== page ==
Tuesday, August 11, 2009

The Unfortunate Reality Of College Football

As fall practice began this week, much of the focus was on Justin Feagin being dismissed by Michigan coach Rich Rodriguez because of legal woes, and Glenn Winston being reinstated by Michigan State coach Mark Dantonio after serving a jail sentence.
Most college football programs, if you examine it, have had off-field trouble like this.
Michigan has had problems in the past with players. Michigan State even more. The list is long at both schools the last 25 years. They are not alone on college football’s landscape.
People tend to blame coaches. Rich Rodriguez did coach Pac Mac Jones and Chris Henry, two of the NFL’s most notorious bad boys, at West Virginia. So I guess there will be skepticism about his recruiting. Is it up to Michigan’s standards? Then again, honestly, Michigan’s off-field character and academic standards haven’t been that high when it comes to football. Generally, if you can play, you can get in, unless the case is extreme. And in fairness to Michigan, it never seems to bother anyone on signing day, and their class is annually ranked in the Top 10.
I was surprised Winston has not been suspended for a game or two. He did sit out some last season, but it does like there is a bottom line here.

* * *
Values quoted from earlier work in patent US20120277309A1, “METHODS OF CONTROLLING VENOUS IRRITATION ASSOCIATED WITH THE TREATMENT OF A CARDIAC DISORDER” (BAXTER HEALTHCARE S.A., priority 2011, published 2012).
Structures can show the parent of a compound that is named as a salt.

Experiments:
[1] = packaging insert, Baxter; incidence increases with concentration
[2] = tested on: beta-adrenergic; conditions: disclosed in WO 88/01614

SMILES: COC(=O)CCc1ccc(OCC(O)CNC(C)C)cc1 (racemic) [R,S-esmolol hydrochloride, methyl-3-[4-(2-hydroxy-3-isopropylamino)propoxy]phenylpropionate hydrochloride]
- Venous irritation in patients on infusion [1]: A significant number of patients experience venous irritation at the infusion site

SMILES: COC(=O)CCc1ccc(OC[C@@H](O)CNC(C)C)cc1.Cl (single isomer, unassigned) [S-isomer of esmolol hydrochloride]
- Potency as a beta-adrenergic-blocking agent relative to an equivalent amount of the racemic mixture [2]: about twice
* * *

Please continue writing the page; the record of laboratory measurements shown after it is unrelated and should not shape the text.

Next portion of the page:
Coaches and administrators always seem to talk about the need to support the athlete at times like this, and perhaps there is genuine sincerity behind MSU’s actions regarding Winston.
But it’s difficult not to cast a cynical eye toward MSU on this, and not think about the Spartans need for a kick returner, and that Winston is a really good returnman.
And I have trouble believing Rodriguez didn’t have an inkling about Feagin’s troubled past. Seemed more like it was late in the recruiting process last year, the Wolverines weren’t going to land Terrelle Pryor, and Rodriguez needed a multi-dimensional QB.

Random Thoughts

- I didn’t think the Tigers loss to the Red Sox Monday was a moral victory. Just the opposite. The Red Sox are ripe for the picking. When it was 5-5, after that kind of rally, the Tigers should have won the game. They didn’t show much of a killer instinct and they blew a golden opportunity to separate themselves from the White Sox.

- While hindsight is always 20-20, managing a baseball team is a bottom line proposition. So, yes, the criticism being leveled at Tigers manager Jim Leyland for not pinch hitting for Adam Everett during the eighth inning Monday is justified.



Anonymous Anonymous said...


Agreed about the decision to stick with Everett in that situation. However, just to play devil's advocate, the choices on the bench at that point were not spectacular. Raburn is hitting .234 since the break, Santiago is hitting .176, and Leyland said he would not pinch hit Avila because he will need to be kept for a potential injury situation to Laird while he's starting. Plus, Avila is a rookie, and that was the key offensive situation for the ballgame. The situation itself speaks to the lack of depth on the Tigers bench.